So, the issue recently has been the GIS section of the website being changed or down. This wipes out half the functionality of rrricanes. However, I could drop dependency on the GIS to an extent and build in the functionality; a “build your own GIS”.

For example, there are two datasets that can already be built from the advisory products: spatial point and spatial line dataframes (past track and forecast). So, technically, do not need those types of GIS datasets.

Another is forecast cone; these are standard values and not based on dynamic input. So, it could be calculated and drawn on the fly (and much faster than downloading and moving to ggplot).

Watches and warnings is trickier; that text exists within the advisories but is not parsed (and is inconsistent from year to year). While it could theoretically be done, I’m not sure there is an advantage one way or another.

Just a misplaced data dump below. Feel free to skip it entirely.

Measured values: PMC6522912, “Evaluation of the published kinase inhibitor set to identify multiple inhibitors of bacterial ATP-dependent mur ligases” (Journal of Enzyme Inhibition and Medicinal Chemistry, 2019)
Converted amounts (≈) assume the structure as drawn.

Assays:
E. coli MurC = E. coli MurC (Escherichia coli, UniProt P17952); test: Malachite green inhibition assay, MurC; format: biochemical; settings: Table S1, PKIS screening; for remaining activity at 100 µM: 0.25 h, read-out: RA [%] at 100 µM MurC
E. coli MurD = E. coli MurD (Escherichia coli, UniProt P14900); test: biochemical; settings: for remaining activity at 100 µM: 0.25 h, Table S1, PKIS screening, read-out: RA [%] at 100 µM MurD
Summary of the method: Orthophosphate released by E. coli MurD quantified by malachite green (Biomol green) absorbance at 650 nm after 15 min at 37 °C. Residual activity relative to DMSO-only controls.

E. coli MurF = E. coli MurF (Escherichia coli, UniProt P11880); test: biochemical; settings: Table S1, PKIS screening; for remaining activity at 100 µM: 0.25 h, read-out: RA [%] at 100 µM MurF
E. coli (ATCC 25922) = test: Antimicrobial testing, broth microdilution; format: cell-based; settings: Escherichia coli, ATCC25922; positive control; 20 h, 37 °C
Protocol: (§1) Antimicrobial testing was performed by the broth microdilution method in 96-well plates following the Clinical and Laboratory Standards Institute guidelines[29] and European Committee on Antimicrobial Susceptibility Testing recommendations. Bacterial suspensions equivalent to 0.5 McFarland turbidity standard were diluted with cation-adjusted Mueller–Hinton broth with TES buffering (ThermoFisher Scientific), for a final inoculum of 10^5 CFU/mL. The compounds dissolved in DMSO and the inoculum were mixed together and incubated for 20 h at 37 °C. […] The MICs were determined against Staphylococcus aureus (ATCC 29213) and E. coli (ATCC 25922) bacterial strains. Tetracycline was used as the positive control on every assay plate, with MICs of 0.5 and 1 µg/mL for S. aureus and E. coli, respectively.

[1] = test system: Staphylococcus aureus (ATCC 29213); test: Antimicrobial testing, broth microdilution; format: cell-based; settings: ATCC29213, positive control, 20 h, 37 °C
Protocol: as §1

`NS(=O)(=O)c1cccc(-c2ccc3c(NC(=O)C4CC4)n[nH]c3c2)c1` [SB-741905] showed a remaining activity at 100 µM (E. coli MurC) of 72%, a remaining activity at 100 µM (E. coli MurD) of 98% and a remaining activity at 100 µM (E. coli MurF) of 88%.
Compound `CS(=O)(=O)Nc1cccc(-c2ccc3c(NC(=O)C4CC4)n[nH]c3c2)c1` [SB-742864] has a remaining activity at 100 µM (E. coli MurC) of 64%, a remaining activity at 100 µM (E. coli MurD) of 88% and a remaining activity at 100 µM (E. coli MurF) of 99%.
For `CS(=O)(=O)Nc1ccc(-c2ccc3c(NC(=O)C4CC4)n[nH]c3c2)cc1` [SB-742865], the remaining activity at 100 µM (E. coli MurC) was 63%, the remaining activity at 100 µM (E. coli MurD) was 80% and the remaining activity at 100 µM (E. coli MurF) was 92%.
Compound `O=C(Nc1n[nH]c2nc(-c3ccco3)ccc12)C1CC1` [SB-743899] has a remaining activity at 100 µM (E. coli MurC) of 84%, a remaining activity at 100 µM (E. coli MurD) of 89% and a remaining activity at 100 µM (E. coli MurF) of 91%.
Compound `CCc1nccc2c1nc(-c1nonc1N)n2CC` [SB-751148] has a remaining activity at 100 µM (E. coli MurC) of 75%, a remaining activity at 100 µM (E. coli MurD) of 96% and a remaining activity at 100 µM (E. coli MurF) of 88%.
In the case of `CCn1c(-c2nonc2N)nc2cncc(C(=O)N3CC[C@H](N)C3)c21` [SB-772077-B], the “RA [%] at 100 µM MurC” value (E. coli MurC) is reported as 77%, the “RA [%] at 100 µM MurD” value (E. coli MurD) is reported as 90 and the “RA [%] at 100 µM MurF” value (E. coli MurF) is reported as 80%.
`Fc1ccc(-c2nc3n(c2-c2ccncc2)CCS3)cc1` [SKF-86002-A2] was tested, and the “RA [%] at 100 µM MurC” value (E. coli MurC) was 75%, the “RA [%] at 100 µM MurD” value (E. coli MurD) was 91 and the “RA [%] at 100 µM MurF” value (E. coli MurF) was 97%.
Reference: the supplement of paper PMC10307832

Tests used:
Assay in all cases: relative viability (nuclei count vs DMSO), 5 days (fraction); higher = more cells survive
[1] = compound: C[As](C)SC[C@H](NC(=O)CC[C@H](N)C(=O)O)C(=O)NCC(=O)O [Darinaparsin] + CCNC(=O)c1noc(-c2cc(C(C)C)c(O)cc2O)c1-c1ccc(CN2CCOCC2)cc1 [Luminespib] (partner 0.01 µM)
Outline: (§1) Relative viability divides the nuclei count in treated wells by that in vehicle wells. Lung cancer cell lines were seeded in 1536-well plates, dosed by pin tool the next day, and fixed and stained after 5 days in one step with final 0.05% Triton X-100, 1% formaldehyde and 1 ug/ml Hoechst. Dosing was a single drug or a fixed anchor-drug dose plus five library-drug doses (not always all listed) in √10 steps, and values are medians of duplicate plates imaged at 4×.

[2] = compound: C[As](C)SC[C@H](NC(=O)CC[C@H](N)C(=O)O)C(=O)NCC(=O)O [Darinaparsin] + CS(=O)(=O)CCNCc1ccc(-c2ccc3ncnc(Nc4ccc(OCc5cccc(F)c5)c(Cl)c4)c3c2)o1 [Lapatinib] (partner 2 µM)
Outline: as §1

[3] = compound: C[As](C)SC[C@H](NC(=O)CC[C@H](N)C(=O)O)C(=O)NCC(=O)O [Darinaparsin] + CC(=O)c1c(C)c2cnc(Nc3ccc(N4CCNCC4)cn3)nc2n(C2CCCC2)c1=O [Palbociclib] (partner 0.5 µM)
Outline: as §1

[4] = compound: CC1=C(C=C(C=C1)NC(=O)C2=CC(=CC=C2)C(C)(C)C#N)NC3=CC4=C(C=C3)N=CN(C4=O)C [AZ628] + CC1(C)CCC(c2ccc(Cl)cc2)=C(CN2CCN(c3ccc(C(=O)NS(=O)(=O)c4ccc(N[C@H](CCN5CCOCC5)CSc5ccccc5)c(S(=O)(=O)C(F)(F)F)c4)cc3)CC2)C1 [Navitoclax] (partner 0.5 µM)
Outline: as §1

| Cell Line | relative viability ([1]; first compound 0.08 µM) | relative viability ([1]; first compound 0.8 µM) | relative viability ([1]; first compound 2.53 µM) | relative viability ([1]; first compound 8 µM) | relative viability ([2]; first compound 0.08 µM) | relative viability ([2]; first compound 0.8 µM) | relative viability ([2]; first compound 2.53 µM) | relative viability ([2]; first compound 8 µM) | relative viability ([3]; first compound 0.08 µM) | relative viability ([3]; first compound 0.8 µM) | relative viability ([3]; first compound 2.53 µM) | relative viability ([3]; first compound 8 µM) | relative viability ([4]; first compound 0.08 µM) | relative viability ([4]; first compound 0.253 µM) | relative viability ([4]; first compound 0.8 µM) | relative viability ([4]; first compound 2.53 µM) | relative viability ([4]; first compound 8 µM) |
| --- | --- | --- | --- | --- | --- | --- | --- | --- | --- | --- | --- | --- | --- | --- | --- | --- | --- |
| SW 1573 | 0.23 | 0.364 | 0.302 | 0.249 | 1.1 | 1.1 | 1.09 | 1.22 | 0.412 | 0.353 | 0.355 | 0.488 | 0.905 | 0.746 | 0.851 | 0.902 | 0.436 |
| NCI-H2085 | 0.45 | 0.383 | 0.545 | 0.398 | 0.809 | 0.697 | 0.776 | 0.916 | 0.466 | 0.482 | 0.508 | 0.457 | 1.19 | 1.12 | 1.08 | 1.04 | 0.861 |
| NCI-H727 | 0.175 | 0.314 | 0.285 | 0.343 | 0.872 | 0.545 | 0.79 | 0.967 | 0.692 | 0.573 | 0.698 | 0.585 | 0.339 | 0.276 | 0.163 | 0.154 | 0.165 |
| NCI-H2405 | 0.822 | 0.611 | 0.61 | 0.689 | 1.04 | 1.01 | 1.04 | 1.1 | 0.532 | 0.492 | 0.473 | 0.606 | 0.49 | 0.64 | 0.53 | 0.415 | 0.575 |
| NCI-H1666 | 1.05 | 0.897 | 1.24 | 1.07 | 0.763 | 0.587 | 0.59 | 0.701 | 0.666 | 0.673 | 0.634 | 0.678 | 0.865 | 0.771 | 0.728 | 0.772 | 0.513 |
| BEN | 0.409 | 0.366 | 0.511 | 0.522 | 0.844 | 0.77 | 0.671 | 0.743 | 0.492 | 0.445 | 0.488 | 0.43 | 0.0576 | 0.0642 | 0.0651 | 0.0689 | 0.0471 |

Other GIS datasets cannot be built “on the fly”; storm surge products, wind speed probabilities (more detailed than the text product). These require data not available in rrricanes.

I feel like I’m going down a rabbit hole a bit, here. In short, my thinking is archiving the data to a more structured, consistent format (if the last advisory GIS is unavailable, then you still have the previous one whereas, as it currently stands now, you could have access to none of it if the NHC site breaks again).

Archive the data - but then if you’re going to do that why not go ahead and parse the data (including GIS). Move into CSV or DB format. That makes accessing data much faster which removes the need (or modifiesthe purpose of) rrricanesdata.

This means the same for recon data and forecast model data, when added. And this is ultimately where I’m becoming concerned. Bob, you’re correct;

But I feel like having the two tools as they stand now, while good, are too heavily dependent on what I know is an unreliable source. And I have to overcome that.